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  • ARTS AND CULTURE

    The epic life of the real Iphigenia

    • Gillian Bouras
    • 16 March 2016
    9 Comments

    It was a bright winter's day when we visited Iphigenia. Long widowed, she was meticulously turned out in black traditional outfit. Iphigenia is not sure how old she is; she thinks she is 86. Anglophones regularly make a hash of this beautiful name, the correct pronunciation of which is Ifeeyainya. But the ones I know are intrigued by the mythological character, who was ill-fated, to say the least. I soon learned that there had also been ample sorrow and trauma in the life of the modern Iphigenia, too.

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  • ARTS AND CULTURE

    Home, alone and stoned

    • Peta Edmonds
    • 08 March 2016
    7 Comments

    I've run out of dope. This is my last ever toke of synthetic pot, I hope. There's synthetic people, but my heart drops like a coin into a homeless man's hat. The eternal night isn't very maternal. Of all those people sleeping on a concrete mattress under a black sky doona ... The homeless have faces like empty spaces. No solution to their heads in the pollution, and their feet in the gutter. The poor gather on the banks of the flowing street. The rain hits the roof in pain.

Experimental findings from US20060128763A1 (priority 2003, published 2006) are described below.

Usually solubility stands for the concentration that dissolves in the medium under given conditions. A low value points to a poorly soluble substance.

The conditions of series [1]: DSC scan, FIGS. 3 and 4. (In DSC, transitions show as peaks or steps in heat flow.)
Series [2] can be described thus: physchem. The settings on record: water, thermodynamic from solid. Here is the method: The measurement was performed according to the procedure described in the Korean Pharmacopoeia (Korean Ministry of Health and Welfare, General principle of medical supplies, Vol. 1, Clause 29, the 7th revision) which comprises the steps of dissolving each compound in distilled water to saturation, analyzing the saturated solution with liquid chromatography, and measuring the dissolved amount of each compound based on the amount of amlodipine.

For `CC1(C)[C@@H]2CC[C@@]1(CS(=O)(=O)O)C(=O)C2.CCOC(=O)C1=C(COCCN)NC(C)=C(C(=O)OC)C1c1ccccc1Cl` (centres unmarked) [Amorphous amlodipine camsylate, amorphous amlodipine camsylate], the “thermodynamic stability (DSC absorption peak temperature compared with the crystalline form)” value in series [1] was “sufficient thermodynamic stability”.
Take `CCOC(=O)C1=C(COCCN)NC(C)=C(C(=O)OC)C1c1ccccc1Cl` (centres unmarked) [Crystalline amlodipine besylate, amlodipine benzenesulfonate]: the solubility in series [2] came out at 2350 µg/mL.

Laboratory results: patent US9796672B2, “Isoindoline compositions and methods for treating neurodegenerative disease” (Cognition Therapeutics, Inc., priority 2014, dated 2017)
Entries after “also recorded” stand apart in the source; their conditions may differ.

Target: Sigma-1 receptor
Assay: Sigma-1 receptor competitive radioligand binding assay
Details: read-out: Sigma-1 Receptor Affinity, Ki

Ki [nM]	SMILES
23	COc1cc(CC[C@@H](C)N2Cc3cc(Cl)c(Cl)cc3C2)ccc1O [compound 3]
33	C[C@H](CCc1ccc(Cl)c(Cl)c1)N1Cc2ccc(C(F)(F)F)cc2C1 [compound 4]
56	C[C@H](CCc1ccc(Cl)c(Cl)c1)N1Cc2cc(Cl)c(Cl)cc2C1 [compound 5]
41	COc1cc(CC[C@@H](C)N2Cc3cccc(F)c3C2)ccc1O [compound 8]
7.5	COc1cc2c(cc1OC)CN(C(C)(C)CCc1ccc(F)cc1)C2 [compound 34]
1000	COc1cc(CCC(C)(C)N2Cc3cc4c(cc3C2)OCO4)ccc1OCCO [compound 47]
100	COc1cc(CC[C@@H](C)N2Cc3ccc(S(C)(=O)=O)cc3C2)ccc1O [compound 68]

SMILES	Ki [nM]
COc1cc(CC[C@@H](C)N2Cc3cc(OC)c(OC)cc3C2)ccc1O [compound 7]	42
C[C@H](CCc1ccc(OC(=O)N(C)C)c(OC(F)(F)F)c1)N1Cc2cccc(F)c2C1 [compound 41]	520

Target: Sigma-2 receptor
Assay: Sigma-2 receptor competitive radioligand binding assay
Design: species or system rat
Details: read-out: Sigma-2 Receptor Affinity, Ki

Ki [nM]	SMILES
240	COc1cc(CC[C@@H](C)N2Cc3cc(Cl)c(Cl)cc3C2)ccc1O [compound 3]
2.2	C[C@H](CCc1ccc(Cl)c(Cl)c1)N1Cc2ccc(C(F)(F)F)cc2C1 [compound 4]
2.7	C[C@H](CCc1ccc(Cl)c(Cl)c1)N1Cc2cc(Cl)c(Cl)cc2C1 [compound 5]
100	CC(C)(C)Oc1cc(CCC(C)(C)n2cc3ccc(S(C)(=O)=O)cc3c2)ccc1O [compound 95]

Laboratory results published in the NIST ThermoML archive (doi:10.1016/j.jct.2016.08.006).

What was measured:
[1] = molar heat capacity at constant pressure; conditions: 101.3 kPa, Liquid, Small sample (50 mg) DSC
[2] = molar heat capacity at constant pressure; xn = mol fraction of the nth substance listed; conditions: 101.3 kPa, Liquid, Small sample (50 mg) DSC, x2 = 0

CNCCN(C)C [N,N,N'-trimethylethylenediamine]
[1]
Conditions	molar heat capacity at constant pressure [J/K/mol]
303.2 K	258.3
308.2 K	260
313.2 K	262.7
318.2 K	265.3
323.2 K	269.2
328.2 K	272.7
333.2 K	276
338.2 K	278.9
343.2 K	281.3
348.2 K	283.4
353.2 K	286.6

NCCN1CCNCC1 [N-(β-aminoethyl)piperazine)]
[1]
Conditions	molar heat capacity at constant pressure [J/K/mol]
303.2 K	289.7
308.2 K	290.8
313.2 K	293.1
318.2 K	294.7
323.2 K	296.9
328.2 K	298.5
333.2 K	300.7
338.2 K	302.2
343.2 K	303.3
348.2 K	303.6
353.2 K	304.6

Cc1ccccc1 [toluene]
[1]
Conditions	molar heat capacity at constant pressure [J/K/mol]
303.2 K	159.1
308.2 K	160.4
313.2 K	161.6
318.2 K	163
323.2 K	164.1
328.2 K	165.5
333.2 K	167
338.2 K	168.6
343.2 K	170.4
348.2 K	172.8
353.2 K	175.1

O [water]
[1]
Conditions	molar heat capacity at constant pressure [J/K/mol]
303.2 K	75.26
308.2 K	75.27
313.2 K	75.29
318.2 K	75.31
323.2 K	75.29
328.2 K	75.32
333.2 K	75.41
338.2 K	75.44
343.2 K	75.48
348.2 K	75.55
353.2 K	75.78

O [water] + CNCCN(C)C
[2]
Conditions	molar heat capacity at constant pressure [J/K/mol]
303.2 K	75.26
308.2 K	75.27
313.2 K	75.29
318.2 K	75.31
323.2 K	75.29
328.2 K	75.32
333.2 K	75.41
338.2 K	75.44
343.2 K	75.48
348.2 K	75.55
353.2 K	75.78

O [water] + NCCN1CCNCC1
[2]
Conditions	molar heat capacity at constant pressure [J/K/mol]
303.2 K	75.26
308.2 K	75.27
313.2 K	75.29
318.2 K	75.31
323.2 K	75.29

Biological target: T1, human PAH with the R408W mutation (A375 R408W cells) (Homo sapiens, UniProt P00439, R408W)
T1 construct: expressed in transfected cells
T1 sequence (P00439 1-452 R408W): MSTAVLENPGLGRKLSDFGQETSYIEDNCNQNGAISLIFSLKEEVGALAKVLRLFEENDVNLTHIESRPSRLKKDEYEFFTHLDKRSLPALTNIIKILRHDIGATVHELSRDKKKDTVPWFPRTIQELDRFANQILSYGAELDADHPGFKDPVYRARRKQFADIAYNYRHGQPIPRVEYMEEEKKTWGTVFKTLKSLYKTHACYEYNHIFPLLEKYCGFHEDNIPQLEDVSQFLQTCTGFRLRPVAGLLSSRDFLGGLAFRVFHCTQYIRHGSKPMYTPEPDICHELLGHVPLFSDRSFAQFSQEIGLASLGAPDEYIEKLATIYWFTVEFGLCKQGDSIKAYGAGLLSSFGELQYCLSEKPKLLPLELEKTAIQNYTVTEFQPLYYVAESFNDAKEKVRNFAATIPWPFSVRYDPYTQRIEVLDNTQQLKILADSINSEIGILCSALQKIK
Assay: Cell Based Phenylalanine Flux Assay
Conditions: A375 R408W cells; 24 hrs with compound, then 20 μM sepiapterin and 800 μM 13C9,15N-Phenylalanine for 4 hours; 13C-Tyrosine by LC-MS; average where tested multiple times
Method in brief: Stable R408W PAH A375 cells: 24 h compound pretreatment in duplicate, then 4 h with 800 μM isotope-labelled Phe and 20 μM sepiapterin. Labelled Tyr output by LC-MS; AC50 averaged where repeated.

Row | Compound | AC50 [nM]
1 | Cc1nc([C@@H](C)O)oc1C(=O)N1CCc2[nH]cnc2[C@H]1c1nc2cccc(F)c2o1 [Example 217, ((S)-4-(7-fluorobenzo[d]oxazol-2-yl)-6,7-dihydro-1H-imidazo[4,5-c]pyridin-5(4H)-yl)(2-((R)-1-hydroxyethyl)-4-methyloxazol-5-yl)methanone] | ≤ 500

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  • EDUCATION

    Preppies' hope cuts through the terror of terrorism

    • Paul Mitchell
    • 20 January 2016
    4 Comments

    Last year, I was my son's main school-day carer. It was a year of which the second half was dominated by acts of terrorism around the world. For the first time I properly registered the fact that there were people on the planet who, given the opportunity, would kill the preppie and me because we didn't want the kind of world they wanted. I started to feel a presence looming over us. It wasn't a pleasant reality with which to engage. Nor, I soon realised, was it any way to live.

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  • ARTS AND CULTURE

    The long haul

    • Lisa Brockwell
    • 08 December 2015
    3 Comments

    There is another life where we end up together. We wake in the same bed, startled but not sorry; the timber frame is warm, hand-caulked with the day-to-day dedication of the long haul. The air between us no longer electric, all now sanded smooth. But whose dog jumps on the end of that bed: yours or mine? I don't plan to think about my husband or your wife; let's leave my son right out of it. Fantasy, no more dangerous than eating gelato and dreaming of Mark Ruffalo.